One by one, victims of the Maryland travel agent told the judge how they had been duped. Some paid thousands for tickets through the agent but could not board a plane when they arrived at the airport. Others successfully made it to their destinations, only to find they were stuck because the agent had not purchased return flights.
For many, the promises of airline reservations made but unkept, cost them thousands and upended Christmas travel plans.
After more than a dozen victims aired their grievances during Lorena Balbuena Aguilar's sentencing in November 2017, a judge ordered her to pay more than $33,000 in restitution. Aguilar, who earlier spent three weeks in jail and 15 weeks in home detention, could have been ordered deported. But she was allowed to stay in the United States and avoid additional jail time to pay back her 22 victims.
"You hurt all of these people by what you did," Prince George's Circuit Court Judge William Snoddy told her at her previous sentencing. "It is only because you have promised to pay them back that you are not suffering consequences greater than those which you are facing."
Two years after being sentenced in her first fraud case, Aguilar is due in court again in February to face trial on a new theft charge in which she has pleaded not guilty. Prosecutors have accused her of violating her probation by defrauding more people in a sort of pyramid scheme that scammed new victims to pay off old ones.
"This pattern continues," prosecutors with the Prince George's County State's Attorney's Office wrote in court filings asking that her probation be revoked. "The defendant has continued to engage in criminal acts even while on probation in this case and even when she knows that she faces the possibility of incarceration if she violates the law. She has made efforts to hide her identity and her activities, but she has not stopped victimizing people."
Police found at least 10 new victims since Aguilar was first sentenced, according to charging documents.
A public defender for Aguilar declined to comment. Phone numbers that appeared connected to her travel agency or were listed in court documents were not in service.
Aguilar did not speak at her 2017 sentencing hearing, and neither she nor her attorney apologized to the victims, according to a court transcript of the hearing.
Aguilar has defrauded customers since at least 2015, according to court documents. Many of Aguilar's victims, all Latino, said during her sentencing that they had successfully purchased travel arrangements through her Hyattsville-based agency, listed as Azteka Travel & Services LLC in court filings, before they were eventually scammed. She either promised to make bookings but never did, prosecutors said, or used the credit card numbers of customers to make unauthorized purchases.
Jose Francisco Reyes Carino said he had purchased five tickets for his family to travel to Mexico. Getting a flight out was no problem, but when it was time to come home, they were stranded, Carino said in court.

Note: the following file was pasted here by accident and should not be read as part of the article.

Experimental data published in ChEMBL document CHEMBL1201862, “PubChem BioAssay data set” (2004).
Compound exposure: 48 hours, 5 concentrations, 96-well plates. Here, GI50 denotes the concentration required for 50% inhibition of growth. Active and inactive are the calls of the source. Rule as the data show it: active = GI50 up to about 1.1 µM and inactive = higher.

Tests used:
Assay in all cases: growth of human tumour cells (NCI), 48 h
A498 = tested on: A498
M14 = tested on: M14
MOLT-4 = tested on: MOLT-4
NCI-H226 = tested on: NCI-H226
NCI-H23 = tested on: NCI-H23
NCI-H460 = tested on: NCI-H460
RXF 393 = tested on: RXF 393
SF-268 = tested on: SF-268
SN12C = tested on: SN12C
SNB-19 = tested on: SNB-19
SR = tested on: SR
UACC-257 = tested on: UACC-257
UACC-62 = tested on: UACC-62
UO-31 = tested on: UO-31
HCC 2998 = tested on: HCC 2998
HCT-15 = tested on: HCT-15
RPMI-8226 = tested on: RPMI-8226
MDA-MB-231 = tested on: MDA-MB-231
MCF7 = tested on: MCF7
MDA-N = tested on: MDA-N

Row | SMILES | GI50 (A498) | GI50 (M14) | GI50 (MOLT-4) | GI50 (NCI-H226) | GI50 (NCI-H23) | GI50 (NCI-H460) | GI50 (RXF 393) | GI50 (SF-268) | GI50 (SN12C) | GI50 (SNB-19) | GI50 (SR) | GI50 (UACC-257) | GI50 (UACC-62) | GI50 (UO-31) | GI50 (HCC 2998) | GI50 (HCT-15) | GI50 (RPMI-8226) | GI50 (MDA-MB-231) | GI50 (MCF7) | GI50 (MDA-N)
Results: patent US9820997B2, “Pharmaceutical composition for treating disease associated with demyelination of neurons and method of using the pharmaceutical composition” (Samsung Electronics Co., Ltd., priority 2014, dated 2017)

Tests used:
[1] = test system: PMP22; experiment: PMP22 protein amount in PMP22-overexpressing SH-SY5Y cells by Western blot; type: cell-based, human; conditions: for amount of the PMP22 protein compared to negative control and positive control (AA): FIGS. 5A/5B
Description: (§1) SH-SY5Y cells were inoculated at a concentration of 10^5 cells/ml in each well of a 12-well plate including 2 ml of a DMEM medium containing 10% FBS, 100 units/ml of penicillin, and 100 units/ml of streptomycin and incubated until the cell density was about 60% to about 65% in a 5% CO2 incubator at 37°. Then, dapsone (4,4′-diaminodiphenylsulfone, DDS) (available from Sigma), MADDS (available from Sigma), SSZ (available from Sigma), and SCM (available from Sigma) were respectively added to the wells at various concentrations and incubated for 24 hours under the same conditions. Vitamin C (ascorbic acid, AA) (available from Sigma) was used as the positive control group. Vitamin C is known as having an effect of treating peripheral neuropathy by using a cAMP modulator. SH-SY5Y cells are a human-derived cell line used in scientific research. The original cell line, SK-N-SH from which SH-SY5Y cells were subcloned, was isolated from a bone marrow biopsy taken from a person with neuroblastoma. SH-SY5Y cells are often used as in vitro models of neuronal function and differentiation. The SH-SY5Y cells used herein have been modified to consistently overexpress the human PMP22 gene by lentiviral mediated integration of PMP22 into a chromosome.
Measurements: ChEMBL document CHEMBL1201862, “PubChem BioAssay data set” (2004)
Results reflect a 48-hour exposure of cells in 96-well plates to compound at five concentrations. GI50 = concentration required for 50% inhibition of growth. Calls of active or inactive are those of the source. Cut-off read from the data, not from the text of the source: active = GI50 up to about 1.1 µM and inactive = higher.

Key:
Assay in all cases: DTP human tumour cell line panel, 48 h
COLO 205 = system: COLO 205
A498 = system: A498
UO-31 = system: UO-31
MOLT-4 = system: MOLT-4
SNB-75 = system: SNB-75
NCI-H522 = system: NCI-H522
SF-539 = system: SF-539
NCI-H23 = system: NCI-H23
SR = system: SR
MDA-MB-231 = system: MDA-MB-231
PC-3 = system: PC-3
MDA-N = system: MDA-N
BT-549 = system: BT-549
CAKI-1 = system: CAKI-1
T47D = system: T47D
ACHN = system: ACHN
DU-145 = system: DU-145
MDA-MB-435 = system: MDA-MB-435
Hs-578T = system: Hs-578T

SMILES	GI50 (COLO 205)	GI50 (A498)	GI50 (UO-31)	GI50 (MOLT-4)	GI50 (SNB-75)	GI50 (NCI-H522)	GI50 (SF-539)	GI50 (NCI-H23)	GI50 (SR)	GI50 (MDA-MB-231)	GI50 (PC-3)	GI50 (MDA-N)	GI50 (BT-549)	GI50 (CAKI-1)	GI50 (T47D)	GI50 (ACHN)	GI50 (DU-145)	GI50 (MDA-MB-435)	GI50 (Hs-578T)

Carino had to pay for a hotel and food for three days until Aguilar finally booked them a return flight, he said at her sentencing hearing. Carino said he was embarrassed because his children kept asking why they were not going home and he had to tell them he did not have enough money.
Claudia Guevara had a similar experience in 2016, she testified. Her children and their two cousins could not get on a plane to spend Christmas with family in Mexico during a trip that they had booked through Aguilar's agency. Guevara called Aguilar from the airport and threatened legal action if she did not pay for the flights as promised. The children eventually made a later flight, but Aguilar had paid only for one-way tickets, Guevara told the judge during Aguilar's sentencing.
"On their way back, they were stuck in Mexico," Guevara said. "We ended up paying another $2,000 for the kids to fly out."
After losing thousands of dollars to Aguilar, Guevara, 30, searched online and discovered other Azteka customers who complained of similar problems. Guevara said many victims who spoke to her were undocumented immigrants afraid to report the fraud to police. Guevara, who was born in the United States, went go to law enforcement on their behalf.
Victims who came forward at Aguilar's sentencing also claimed that she was still selling tickets to customers at a different travel agency.
Another victim, Alicia Arriaga, said at the 2017 sentencing that she had been waiting a year and three months for Aguilar to repay her. Arriaga said she needed the money to visit her sick mother in Mexico the following month.
"You are letting her sell tickets at a different agency," Arriaga alleged. "That's illegal."
"I don't have anything to do with that," the judge said.
Before Snoddy sentenced Aguilar, following an agreement developed by prosecutors and her attorney, he addressed the victims in court.
"The sentence is what it is in order that you may be made whole by Ms. Aguilar's actions," Snoddy said. "That if she were deported, the likelihood of any or all of you receiving your money back would be less and in all likelihood that you probably would not be getting restitution."
If Aguilar is convicted again, Guevara hopes she gets a stiffer sentence.
"It would be best for her to spend more time in jail," Guevara said. "Unless she's in jail, she's never going to stop. "